2. With writing content for innovative products and techniques, I agree that asking questions is the way to go. It gets those awkward customers that fight anything new a platform and allows us to keep the conversation going. I also like to use stories of past examples tease responses out of the naysayers. That brings others into the conversation. Do you think that is good or might it backfire?

  3. Hi Nick
    I have been following your blog for a while, and I strongly believe that conversational copywriting is the future of B2B and B2C communications. I really hope for a communication eco-system where people talk like real humans and not some sugar-coated diplomats.

  4. Hi Nick,
    This comment might fit under your second point, but I often find it engaging when the writer of a piece doesn’t present himself or herself as a perfect and complete expert. When the writer acknowledges that, even as an expert, he or she is still learning about whatever topic is at hand, I find that it stimulates my own thinking and makes me feel freer to comment. It’s the sense that it’s a complex world or topic and none of us knows it all. In addition, when well done, a little humour can go a long way – maybe especially if it’s a bit self-deprecating and not directed at the reader, as it’s so easy to misunderstand the written word.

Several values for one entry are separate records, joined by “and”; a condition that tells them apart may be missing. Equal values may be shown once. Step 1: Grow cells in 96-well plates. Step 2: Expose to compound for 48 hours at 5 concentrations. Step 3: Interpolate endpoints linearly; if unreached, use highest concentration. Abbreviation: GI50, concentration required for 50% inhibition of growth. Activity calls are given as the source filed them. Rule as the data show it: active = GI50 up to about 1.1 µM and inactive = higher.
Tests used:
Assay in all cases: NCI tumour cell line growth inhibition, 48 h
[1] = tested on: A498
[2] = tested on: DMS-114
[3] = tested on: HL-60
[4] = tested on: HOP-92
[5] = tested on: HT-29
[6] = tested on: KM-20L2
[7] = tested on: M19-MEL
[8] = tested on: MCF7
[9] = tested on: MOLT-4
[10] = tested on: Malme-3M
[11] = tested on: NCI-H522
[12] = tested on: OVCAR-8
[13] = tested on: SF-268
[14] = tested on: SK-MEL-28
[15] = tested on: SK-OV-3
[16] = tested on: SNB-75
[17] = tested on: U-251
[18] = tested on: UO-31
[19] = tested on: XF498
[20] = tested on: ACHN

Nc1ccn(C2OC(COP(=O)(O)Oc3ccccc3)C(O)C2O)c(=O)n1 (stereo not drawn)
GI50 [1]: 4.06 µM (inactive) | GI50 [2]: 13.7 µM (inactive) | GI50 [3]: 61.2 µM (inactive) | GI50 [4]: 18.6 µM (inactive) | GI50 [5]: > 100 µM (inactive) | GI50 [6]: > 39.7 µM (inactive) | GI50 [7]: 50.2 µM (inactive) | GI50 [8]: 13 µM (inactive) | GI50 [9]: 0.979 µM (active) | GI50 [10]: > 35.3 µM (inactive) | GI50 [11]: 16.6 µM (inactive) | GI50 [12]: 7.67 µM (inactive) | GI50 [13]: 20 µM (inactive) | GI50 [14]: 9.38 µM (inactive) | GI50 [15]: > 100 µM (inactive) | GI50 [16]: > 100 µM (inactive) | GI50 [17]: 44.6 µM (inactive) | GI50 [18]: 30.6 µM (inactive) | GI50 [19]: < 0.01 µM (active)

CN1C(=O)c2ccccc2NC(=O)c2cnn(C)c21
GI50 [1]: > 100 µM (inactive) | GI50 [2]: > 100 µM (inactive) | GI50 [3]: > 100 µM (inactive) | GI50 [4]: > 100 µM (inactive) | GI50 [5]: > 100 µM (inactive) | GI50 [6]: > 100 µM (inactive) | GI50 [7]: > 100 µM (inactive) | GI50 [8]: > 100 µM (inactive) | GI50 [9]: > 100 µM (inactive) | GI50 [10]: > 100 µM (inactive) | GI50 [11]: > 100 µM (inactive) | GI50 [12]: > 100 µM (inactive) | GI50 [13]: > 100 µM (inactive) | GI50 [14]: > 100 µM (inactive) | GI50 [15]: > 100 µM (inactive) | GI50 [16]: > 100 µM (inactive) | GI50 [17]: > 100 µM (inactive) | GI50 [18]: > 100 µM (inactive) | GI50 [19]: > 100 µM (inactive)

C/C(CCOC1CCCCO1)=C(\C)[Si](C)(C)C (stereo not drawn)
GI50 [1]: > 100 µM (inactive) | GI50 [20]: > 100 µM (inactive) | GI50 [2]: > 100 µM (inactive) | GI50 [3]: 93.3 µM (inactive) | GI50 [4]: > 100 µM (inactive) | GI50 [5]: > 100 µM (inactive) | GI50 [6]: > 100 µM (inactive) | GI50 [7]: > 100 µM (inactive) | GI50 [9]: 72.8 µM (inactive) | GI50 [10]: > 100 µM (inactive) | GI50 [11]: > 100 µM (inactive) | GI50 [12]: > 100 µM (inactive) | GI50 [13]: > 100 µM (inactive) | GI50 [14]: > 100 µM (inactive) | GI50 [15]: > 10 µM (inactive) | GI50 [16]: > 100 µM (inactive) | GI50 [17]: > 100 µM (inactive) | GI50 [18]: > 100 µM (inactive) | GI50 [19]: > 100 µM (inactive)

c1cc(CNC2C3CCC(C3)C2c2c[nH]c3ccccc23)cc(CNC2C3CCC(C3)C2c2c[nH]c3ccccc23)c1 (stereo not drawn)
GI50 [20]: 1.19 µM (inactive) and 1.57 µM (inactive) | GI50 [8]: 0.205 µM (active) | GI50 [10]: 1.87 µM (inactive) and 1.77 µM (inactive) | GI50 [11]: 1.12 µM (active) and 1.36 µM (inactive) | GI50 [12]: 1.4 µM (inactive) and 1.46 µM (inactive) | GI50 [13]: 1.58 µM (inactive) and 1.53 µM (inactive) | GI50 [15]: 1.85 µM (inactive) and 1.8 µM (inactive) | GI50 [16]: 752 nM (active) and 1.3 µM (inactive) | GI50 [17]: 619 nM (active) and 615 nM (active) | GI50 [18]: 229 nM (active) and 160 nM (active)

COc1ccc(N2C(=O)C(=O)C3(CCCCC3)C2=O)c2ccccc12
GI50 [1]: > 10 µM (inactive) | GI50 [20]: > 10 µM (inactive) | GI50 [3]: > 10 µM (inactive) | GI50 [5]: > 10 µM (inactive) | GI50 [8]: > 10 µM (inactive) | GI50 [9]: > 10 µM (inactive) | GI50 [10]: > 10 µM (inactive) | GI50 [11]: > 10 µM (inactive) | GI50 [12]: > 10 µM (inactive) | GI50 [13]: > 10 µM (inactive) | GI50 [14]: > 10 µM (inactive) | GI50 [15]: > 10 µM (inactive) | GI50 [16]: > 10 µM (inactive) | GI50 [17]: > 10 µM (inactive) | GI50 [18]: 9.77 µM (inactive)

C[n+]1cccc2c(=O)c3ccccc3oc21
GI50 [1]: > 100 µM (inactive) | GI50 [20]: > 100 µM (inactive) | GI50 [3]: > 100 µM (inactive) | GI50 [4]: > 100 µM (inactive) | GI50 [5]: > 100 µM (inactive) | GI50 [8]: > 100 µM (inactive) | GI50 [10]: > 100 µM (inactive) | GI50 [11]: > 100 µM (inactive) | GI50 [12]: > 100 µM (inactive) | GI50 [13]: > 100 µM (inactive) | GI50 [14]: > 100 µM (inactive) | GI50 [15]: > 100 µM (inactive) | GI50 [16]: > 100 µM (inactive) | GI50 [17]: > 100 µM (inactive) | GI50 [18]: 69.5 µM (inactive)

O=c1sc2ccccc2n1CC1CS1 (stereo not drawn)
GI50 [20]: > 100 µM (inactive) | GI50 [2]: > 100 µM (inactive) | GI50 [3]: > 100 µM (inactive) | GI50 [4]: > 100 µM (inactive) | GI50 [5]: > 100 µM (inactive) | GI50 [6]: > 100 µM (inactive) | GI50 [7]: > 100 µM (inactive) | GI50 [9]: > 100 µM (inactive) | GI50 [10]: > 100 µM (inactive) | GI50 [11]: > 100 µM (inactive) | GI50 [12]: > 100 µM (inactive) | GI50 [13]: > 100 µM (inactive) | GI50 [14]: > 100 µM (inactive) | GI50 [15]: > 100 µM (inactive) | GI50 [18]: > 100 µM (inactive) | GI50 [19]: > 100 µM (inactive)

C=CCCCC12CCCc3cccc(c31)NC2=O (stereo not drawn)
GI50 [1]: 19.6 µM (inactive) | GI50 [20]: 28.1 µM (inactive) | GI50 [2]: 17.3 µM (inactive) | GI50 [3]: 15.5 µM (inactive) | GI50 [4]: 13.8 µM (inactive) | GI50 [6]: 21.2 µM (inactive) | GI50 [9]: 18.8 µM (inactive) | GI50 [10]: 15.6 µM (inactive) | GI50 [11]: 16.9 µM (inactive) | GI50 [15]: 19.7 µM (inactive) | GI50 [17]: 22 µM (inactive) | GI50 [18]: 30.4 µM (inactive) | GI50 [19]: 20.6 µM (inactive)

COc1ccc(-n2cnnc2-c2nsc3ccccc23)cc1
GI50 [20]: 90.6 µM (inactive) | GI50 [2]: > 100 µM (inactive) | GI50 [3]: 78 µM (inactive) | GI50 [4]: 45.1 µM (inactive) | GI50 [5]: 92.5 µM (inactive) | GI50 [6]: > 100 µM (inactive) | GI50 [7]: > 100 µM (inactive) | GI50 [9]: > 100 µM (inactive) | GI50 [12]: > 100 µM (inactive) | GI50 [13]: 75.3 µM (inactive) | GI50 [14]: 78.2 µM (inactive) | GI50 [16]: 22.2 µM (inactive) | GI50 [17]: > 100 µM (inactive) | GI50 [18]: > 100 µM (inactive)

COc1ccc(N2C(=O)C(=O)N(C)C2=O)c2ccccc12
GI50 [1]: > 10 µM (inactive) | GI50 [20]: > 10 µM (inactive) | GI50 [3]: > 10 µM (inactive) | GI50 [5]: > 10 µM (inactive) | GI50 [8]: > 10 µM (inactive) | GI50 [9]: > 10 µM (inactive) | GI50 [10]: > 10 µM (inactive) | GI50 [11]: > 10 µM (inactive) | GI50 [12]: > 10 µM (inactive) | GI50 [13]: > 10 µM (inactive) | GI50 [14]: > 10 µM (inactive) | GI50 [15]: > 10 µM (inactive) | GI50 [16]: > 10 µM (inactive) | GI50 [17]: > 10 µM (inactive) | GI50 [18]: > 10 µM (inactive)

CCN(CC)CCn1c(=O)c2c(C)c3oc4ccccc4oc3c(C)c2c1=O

5. You are very right on, Nick. Thank you.

    I am working on a new website where I want to present several different subjects of content. Almost like a news site. I want it to be very conversational, as in engaging the readers in on-going discussions.

    But I also want it to remain well organized in threads based on the topic where the reader/contributor doesn’t go too astray from the main content stream.